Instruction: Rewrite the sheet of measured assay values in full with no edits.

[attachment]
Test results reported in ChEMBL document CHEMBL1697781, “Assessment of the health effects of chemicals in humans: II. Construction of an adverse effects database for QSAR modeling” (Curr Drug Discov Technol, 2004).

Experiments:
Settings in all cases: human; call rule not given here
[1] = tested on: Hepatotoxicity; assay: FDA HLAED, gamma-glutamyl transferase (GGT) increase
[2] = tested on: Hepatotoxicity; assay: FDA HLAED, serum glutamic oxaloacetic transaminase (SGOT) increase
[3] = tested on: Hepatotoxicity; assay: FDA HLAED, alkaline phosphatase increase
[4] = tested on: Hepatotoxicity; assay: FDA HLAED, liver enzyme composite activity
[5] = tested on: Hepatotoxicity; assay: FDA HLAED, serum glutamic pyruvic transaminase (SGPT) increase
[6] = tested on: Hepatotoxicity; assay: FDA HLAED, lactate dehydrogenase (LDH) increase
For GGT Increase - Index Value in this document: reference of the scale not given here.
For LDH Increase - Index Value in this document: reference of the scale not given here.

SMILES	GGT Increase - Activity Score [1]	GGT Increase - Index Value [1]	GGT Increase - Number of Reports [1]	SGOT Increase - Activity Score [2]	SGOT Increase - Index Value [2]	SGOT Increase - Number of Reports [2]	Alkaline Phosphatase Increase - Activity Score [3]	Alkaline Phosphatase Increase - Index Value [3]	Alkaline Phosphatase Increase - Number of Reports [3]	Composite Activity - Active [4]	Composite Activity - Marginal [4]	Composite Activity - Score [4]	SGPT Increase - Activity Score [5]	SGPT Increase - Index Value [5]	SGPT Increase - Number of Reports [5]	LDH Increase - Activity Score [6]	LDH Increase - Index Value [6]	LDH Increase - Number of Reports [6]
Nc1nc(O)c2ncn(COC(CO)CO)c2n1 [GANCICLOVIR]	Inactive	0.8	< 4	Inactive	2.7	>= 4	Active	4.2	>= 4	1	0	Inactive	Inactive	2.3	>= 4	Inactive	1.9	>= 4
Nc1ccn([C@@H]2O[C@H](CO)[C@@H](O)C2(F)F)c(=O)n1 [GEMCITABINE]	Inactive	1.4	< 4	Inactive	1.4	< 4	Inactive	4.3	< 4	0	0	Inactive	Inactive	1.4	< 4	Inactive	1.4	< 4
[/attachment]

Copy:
Test results reported in ChEMBL document CHEMBL1697781, “Assessment of the health effects of chemicals in humans: II. Construction of an adverse effects database for QSAR modeling” (Curr Drug Discov Technol, 2004).

Experiments:
Settings in all cases: human; call rule not given here
[1] = tested on: Hepatotoxicity; assay: FDA HLAED, gamma-glutamyl transferase (GGT) increase
[2] = tested on: Hepatotoxicity; assay: FDA HLAED, serum glutamic oxaloacetic transaminase (SGOT) increase
[3] = tested on: Hepatotoxicity; assay: FDA HLAED, alkaline phosphatase increase
[4] = tested on: Hepatotoxicity; assay: FDA HLAED, liver enzyme composite activity
[5] = tested on: Hepatotoxicity; assay: FDA HLAED, serum glutamic pyruvic transaminase (SGPT) increase
[6] = tested on: Hepatotoxicity; assay: FDA HLAED, lactate dehydrogenase (LDH) increase
For GGT Increase - Index Value in this document: reference of the scale not given here.
For LDH Increase - Index Value in this document: reference of the scale not given here.

SMILES	GGT Increase - Activity Score [1]	GGT Increase - Index Value [1]	GGT Increase - Number of Reports [1]	SGOT Increase - Activity Score [2]	SGOT Increase - Index Value [2]	SGOT Increase - Number of Reports [2]	Alkaline Phosphatase Increase - Activity Score [3]	Alkaline Phosphatase Increase - Index Value [3]	Alkaline Phosphatase Increase - Number of Reports [3]	Composite Activity - Active [4]	Composite Activity - Marginal [4]	Composite Activity - Score [4]	SGPT Increase - Activity Score [5]	SGPT Increase - Index Value [5]	SGPT Increase - Number of Reports [5]	LDH Increase - Activity Score [6]	LDH Increase - Index Value [6]	LDH Increase - Number of Reports [6]
Nc1nc(O)c2ncn(COC(CO)CO)c2n1 [GANCICLOVIR]	Inactive	0.8	< 4	Inactive	2.7	>= 4	Active	4.2	>= 4	1	0	Inactive	Inactive	2.3	>= 4	Inactive	1.9	>= 4
Nc1ccn([C@@H]2O[C@H](CO)[C@@H](O)C2(F)F)c(=O)n1 [GEMCITABINE]	Inactive	1.4	< 4	Inactive	1.4	< 4	Inactive	4.3	< 4	0	0	Inactive	Inactive	1.4	< 4	Inactive	1.4	< 4